The trial court ruled that Jemutai’s conduct at the airport and all surrounding circumstances corroborated her statement that she knew she was carrying the drugs and did not use reasonable care and precautions to ensure she was not importing narcotics.

Before her release, she had unsuccessfully made two attempts to untangle herself. At first, Jemutai was dissatisfied with the conviction and sentence but chose to only challenge the custodial punishment before now retired High Court Judge Benjamin Kubo.

However, in a considered judgment delivered on December 12, 2003, the judge dismissed the appeal against the 18-year jail-term and substituted the Sh10 million fine with Sh83.4 million. Jemutai was still aggrieved by the outcome of the case and petitioned the Court of Appeal to quash it.

Her major complaint was that the High Court had unilaterally enhanced the original fine without notifying her. She had singularly attacked the entire evidence on the value of the heroin as provided by Chief Inspector John Kemboy, who was at the time the officer-in-charge of the Anti-Narcotics Unit at JKIA.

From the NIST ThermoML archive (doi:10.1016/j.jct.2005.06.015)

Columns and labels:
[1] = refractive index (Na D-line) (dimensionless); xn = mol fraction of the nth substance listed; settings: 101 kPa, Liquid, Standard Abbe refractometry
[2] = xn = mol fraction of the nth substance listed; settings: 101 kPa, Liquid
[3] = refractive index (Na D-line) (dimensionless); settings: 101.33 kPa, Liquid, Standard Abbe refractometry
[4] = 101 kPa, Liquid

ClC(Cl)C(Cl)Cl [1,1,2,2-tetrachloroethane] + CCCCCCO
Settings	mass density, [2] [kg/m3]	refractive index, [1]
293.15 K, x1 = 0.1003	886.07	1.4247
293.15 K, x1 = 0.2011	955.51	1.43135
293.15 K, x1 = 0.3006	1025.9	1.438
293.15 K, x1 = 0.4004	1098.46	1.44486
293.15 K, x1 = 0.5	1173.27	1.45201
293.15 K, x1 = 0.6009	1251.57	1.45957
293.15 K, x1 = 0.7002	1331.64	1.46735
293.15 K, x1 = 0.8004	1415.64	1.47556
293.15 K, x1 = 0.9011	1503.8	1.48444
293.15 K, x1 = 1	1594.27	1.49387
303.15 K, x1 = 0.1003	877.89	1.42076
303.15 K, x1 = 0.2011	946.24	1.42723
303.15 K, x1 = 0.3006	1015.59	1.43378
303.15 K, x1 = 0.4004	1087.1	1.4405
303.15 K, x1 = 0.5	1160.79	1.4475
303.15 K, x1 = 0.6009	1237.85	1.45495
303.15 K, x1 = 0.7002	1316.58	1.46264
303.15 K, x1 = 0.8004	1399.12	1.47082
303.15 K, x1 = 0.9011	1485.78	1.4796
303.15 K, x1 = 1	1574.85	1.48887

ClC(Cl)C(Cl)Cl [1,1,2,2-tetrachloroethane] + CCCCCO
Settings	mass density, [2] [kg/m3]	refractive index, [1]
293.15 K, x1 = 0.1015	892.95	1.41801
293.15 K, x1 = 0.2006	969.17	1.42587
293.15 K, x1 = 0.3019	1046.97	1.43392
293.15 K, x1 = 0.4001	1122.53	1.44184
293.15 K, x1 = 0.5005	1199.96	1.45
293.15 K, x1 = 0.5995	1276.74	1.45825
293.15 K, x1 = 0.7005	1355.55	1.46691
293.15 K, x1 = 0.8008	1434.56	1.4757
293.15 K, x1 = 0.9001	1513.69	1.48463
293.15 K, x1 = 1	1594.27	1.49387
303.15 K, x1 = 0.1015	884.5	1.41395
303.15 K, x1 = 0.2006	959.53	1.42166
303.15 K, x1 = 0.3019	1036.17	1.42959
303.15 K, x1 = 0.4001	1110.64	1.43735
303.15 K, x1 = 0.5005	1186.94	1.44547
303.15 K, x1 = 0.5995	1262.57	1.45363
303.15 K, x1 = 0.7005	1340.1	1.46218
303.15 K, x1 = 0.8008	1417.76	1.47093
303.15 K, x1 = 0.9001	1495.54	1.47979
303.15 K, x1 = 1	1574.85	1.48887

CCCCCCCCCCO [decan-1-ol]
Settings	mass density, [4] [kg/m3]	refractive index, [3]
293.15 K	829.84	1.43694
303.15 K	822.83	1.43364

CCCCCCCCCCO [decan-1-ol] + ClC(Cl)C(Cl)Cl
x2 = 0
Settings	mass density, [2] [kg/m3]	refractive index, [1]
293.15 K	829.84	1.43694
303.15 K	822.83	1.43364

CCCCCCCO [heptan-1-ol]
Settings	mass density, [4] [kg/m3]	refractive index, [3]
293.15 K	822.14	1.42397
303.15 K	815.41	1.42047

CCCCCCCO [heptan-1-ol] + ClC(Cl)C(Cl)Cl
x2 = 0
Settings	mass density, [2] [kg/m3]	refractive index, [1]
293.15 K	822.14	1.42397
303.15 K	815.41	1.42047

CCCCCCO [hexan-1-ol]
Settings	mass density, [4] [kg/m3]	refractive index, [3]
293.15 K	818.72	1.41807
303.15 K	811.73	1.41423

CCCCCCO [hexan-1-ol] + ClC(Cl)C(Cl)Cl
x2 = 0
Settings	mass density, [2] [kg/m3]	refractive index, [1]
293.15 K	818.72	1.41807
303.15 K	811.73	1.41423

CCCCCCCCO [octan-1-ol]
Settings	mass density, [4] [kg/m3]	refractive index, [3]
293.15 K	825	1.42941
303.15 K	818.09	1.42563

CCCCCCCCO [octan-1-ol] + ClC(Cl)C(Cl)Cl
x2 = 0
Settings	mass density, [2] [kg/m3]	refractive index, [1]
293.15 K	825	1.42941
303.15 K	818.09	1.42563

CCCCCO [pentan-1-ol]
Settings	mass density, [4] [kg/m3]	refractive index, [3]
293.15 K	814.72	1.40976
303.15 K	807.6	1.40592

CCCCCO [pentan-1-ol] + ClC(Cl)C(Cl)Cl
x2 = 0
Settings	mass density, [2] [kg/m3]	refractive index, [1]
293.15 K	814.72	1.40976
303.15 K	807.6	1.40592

She had branded the valuation as insufficient and worthless because it should have been tendered by an expert. Senior State Counsel Job Kaigai strenuously opposed the numerous grounds of appeal on the basis that Jemutai fully understood the serious charge facing her and the punishment provided for by law.

He dismissed her assertion that there was a fundamental difference between “street value” and “market value” of illicit drugs. Court of Appeal Judges Erastus Githinji, Philip Waki and John Onyango-Otieno agreed with Kaigai there was no open market for illegal drugs and only competent police officers received information from their underworld sources.